Jorn: I don't know. Circus Maximus are friends we got to know after 'Celestial Entrance', when they were younger and up-and-coming. And they are a great band.; a great singing band. I think, if you listen to them, they're also a bit more poppy than us. Mats is totally more technical than me, but maybe I'm a bit more badass in the way I'm playing. And that's just a style thing. Michael's singing is more pretty and Nils is maybe more dirty. But both are very good bands, having their own sound, in a way. Conception was a very good Norwegian progressive band. Ark, with Jorn on vocals, is fantastic stuff. Yeah, I guess we're coming a little bit from that. But for me, I was a big fan of Jorn since '93, when I first heard him. When he called me and asked if I wanted to join his band in 2002, I was glued to the ceiling I was so fucking happy. He was the best singer I knew of and he wanted me to play with him. But I think Pagan's Mind came up with a sound, not because of Conception or Ark, but because of coincidence. I guess what Norway has is the black metal, and because of certain things that happened in the early 90s, when everyone couldn't play at all, they just painted their faces white and got a good record deal, just because they were from Norway. Some people from the US actually thought that they were burning churches or whatever, which was just stupid. Of course, some people were a bit more crazy than others, but most are not. I mean, the guys in Dimmu Borgir, we know them, and they're nice guys.
MM: Hah. I kind of figured.
Jorn: So I think that's what Norway is known for, but a lot of progressive bands, good bands, have come from Norway. Bands like TNT. Ronni Le Tekrø is a big influence. Have you heard him?
MM: Yeah, I know TNT.
Jorn: What a guitar sound, you know? It's like, you hear Zakk Wylde, you know it's him. You hear Van Halen or David Gilmour playing melodic solos, you know it's him. Same thing with Ronni. As for Norwegians, for me TNT is the biggest influence. Maybe Nils would like Conception. I don't think it's that we decided, 'Ok, bands from Norway sound like this,' or whatever, but I think for sure we were influenced by things around us. I think that Pagan's Mind in general has a very good sound and sometimes a European sound without us planning it. If you listen to bands like Stratovarius, they sound like—(falsettos a melody and drums double bass with his hands)—you know, bands that have that power metal stuff. That shit came from Europe. I'm not a part of that and never wanted to be. Then again, Nils likes that kind of music. I make fun of it because I don't really like it, but there are a lot of good bands in that genre. Jorn was in Masterplan, which was also that kind of band, but he had more expressive vocal lines. I don't like that kind of music because it's just my taste. I guess we are more bluesy, or whatever, in the riffs and guitar style. A lot of those bands that you hear, all of them have listened to Yngwie Malmsteen. And I don't like it. I don't like Ynwie Malmsteen. It's just—(shreds with fingers and makes noodling sounds). I would prefer to listen to David Gilmour play a four-minute guitar solo. Beautiful notes played with heart and feeling. That's more important.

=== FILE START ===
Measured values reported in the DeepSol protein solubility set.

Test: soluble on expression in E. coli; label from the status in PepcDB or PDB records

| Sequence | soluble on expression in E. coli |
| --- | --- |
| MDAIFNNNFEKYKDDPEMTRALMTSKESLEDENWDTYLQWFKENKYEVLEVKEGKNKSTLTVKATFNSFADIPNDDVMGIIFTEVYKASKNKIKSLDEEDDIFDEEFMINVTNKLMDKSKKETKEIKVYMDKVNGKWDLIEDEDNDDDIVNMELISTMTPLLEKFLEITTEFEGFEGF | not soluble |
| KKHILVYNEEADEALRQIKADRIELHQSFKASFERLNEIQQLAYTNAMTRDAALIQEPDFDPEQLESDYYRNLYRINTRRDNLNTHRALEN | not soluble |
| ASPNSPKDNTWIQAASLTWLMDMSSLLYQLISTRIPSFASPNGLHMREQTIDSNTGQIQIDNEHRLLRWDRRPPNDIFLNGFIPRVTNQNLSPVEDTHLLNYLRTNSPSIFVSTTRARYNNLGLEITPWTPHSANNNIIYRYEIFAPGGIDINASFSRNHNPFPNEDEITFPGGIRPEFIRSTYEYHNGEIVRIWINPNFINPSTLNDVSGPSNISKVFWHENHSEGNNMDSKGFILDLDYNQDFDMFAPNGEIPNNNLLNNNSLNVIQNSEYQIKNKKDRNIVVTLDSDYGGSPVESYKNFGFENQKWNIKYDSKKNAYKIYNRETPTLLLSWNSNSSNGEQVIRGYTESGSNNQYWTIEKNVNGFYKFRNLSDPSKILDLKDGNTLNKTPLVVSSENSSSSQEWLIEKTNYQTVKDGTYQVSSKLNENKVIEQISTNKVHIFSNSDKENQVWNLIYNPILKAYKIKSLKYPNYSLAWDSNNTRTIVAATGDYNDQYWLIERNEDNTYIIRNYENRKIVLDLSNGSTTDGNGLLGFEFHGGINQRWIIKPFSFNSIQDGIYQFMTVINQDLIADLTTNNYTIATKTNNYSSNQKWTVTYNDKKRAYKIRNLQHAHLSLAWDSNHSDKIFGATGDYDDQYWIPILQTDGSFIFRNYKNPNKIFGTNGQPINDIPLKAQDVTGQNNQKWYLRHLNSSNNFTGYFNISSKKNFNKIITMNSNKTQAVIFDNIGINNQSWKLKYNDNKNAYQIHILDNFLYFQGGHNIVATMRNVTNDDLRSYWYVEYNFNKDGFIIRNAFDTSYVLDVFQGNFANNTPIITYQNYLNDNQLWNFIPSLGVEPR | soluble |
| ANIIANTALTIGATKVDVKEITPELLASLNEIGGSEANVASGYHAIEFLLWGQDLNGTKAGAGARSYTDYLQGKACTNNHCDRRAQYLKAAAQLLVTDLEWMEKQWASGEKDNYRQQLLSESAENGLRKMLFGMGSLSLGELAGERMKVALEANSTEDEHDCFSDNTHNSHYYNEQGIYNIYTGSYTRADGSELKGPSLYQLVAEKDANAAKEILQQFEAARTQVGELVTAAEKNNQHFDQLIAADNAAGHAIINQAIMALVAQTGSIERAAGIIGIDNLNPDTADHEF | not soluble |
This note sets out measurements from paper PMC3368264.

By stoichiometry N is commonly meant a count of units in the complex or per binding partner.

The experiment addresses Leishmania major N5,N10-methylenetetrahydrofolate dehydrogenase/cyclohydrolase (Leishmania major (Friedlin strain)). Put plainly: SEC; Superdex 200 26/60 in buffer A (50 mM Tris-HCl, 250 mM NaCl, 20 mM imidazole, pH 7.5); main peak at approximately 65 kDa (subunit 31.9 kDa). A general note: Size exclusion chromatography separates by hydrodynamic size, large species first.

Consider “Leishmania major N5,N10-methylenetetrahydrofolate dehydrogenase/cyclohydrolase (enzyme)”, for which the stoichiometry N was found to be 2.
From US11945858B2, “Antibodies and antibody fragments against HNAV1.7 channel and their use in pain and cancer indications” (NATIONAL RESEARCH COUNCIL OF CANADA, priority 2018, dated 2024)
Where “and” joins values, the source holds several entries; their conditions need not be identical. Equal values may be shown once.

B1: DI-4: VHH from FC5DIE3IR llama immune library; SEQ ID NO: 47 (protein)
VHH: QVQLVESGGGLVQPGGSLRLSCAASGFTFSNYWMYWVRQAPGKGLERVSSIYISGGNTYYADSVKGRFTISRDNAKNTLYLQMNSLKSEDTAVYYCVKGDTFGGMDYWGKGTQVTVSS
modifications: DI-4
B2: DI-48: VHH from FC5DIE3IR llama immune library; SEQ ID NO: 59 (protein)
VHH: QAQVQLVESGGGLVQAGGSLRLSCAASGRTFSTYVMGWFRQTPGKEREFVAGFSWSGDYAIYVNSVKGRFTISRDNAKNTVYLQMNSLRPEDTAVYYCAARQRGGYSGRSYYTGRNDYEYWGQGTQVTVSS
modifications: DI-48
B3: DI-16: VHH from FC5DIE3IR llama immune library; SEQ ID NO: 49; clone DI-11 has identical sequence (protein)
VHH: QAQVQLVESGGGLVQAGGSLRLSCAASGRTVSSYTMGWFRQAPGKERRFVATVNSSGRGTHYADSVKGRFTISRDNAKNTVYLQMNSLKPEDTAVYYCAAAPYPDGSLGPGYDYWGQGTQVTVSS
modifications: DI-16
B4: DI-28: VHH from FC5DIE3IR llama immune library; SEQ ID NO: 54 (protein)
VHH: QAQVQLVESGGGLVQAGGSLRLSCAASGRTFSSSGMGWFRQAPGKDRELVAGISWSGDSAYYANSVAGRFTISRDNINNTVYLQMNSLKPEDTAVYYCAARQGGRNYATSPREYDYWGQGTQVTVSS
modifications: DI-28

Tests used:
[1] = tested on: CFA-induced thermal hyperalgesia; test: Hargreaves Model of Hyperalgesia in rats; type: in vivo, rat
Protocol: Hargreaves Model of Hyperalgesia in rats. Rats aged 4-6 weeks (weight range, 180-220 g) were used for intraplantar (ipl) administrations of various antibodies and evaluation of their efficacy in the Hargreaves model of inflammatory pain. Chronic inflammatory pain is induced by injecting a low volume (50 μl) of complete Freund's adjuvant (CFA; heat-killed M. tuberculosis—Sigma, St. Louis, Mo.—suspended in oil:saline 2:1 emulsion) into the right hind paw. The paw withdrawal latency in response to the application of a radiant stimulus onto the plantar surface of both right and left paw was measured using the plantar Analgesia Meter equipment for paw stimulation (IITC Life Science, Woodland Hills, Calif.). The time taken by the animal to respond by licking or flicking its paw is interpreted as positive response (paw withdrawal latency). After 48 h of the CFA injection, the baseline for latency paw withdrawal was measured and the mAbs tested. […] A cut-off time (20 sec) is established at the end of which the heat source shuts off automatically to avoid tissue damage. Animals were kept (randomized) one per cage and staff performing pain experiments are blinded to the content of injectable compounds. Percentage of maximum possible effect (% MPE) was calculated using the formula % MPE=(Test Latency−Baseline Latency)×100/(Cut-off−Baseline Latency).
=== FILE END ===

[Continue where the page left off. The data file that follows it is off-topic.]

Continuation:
MM: I would say, given the discography you've amassed, that you're approaching that territory: that tone and quality of playing that is instantly identifiable. It's been a pleasure to listen to throughout the years. We're all not necessarily happy waiting for the next album, but will be as patient as possible, having faith that it will be good.
Jorn: Yeah, I really hope that it will be good also. We'll do our best. To be honest, we've played together a lot of years, and you can not have the same high spirits, to be just as hungry, all the time. And maybe the band had a little down period. That isn't to say that something's wrong—it's just natural, you know? I guess we just had a writing break, and now are starting again. We're on the move now, writing songs, and I'm sure it's going to be good. Last year I was forced to take a break with Jorn, because of so many gigs with Pagan's Mind and Jorn. It was impossible to be in two places at the same time, so I had to be loyal to the people here. Not that that was an obvious choice, but it would have been much harder to replace me here than with the other band, you know?
MM: We've talked a little bit about 'Infinity Divine', 'Celestial Entrance', and 'God's Equation'. But we've kind of skipped over 'Enigmatic: Calling', which is the album that opened the door to Pagan's Mind for me and blew my mind. The first time I listened to it, I said, 'This is...pretty good,' and every time thereafter it kept getting better and better. But that album has not really come up a lot in our conversation. Where does that album fall for you in the spectrum? Not necessarily in terms of quality, but more so your perspective on it.